My baby girl has autistic traits

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welshmammy

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My health visitor called todayat my behest. My little girl is 22 months old, the only word she has ever muttered is mam. She is really busy, alway fiddling with things have to have eyes in the back of your head and all that. My little boy is nearly five he is really shy and timid, but extremenly quick and intelligent, especially with computers, but afraid of all new experiences, molly coddled too much. My baby girl would jump over his head. We have been getting a little concerned with her speech lately, but not overly concerned, as she seems to quick in other areas. I took her for her MMR injection about 6 weeks ago, at the time my health visitor drew my attention to her eyes, she was laying on a changing matt under a flourescent tube, she was incecently blinking. I said no problem I would as do the same as well in that position. We moved about 5 weeks ago, last week another health visitor called to the house, I thought it was a little cheeky, it seemed like she was checking out the new premises. Lili (lilly in welsh)my baby was watching peppa pig, her absolute fav program, would not respond to the health visitor in any way. She booked her 2 year assessment with me, and asked me some questions of Lili. The seed of doubt was sown, no talking, occasionally appears deaf (although she isn't, my mum is deaf, she has tested twice after birth) waves her arms up and down (flapping) when she becomes excited or upset. Makes a lot of cooing noises. These traits have really concerned the health visitor.
I have done some research into syptoms, the main indicator to autism is failure to bond forge relationships, my little girl is like glue, she screams if I leave, won't settle for anyone other than me. Apparently children with autism don't like being cuddled, Lili loves them. She has been a really hard work baby since the day she was born, again total opposit to what people say of autistic babies, they are apparently placid. She was a screamer from day one, only ever like me and my mam, not bothered with the hubby at all (good excuse for him to do nothing with her). The health vistor is refering her ASAP to be assessed for autism or its lesser inconclusive diagnosis (which could affect my already established schooling plans for her). I am sitting here tonight on my sixth bottle of lager, wondering what my future holds, could my childs education be affected because my health visitor is concerned by cooing noises, the flapping of arms and the fact she doesn't want to speak yet, or am I being blinkered. She also told me a diagnosis of autism could take years, one referral to another. Anyone with advice please comment, hubby absolutely useless, friends being overly sympathetic, mother-in-law offering cash to go private. Just wanted some genuinely distant opinions.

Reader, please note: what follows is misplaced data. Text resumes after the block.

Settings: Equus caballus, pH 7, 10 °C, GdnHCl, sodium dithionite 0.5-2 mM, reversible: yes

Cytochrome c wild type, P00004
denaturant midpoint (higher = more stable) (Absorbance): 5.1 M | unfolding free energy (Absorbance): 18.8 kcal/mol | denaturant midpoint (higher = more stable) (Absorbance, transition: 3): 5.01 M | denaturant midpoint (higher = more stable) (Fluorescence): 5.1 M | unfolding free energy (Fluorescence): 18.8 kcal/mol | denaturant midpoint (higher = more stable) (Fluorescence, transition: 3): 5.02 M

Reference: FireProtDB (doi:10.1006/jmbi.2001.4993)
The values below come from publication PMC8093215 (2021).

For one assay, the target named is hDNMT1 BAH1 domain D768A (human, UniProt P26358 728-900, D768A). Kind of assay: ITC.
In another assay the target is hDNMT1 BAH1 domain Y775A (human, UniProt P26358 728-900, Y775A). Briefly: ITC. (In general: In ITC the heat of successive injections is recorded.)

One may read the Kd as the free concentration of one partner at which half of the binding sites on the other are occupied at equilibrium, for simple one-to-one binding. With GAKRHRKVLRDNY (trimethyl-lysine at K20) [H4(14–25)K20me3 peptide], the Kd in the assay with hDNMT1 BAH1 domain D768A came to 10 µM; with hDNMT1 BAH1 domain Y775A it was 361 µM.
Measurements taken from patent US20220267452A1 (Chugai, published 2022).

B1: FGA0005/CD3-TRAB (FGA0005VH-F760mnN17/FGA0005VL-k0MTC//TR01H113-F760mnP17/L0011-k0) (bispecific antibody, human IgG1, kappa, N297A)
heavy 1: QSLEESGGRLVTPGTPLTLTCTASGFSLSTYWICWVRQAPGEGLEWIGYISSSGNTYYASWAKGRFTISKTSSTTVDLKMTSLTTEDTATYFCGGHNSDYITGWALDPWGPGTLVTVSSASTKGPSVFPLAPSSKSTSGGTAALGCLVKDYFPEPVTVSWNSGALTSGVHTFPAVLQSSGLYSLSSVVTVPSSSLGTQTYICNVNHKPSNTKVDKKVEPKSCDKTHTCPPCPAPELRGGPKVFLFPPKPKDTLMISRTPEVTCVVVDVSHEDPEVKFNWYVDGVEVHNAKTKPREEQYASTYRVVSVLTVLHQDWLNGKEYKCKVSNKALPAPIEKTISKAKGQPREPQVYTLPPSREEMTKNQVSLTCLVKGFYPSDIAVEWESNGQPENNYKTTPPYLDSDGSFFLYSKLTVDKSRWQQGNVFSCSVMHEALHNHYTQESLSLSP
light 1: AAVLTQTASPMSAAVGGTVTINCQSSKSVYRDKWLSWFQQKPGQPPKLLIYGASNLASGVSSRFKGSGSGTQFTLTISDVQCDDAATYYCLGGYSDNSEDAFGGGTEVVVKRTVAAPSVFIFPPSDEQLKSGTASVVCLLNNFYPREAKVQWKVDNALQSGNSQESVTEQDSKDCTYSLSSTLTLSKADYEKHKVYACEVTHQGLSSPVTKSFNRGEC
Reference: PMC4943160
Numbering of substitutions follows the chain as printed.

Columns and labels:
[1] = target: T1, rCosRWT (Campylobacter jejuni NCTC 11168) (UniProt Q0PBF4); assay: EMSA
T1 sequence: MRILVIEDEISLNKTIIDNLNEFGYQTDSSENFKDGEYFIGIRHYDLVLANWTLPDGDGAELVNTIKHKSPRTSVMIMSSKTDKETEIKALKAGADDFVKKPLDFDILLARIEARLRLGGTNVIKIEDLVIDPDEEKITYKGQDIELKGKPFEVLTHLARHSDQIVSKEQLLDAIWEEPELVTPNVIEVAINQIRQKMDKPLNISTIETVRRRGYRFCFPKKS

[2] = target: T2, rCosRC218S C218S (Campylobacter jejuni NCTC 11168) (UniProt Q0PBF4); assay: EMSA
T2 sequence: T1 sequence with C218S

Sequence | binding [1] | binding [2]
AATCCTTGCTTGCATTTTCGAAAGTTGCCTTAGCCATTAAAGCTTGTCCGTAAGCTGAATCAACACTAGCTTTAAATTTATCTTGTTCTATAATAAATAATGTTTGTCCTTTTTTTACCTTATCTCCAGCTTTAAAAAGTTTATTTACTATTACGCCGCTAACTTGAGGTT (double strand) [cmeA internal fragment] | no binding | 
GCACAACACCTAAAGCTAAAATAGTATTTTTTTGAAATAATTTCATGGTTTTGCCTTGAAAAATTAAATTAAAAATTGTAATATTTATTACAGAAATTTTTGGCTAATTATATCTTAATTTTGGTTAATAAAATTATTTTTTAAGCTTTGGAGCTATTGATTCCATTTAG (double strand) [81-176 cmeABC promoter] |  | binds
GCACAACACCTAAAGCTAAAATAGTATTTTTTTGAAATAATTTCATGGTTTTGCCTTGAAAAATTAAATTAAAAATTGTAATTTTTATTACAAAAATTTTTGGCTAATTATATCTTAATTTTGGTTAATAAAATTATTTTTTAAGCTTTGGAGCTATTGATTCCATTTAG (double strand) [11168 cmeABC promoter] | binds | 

ANY TYPOS ITS THE LARGER.
 

Lellipop

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Why do health visitor do this if a kid is late walking, talking etc they seem to want to put some sort of label on them nowadays. In my sons class out of 10 boys 5 have hdd now call me old fashioned but that was just call being a bugger years ago. I am not saying that there aren't people with children with real problems health wise but I do thinks lots are giving a label too quickly.
 

CurlyQs

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Agree with Lelli, far to many people are too quick to label these days.
On the flip side of this many parents of autistic children find themselves frustrated because they reported the signs to their doctors and were told, "you're being a nervous parent, every child is different" only to find out they missed precious months when their child could have been receiving treatment.

Since autism is a spectrum disorder, it manifests itself in varying degrees in different children. Some children are only mildly affected while others are affected in a pervasive manner. I know it's not what any parent wants to hear, but the experts say that early detection is CRITICAL.

Time is precious. I am not sure what therapy is available where you are, but it is most critical that it be started as early as possible. If it turns out she does not suffer from autistism or PDD, than you will have done nothing worse than subject her to some tests. Perhaps during the initial assessment they will agree with you and say there is no reason to go any further and you'll have gained some piece of mind.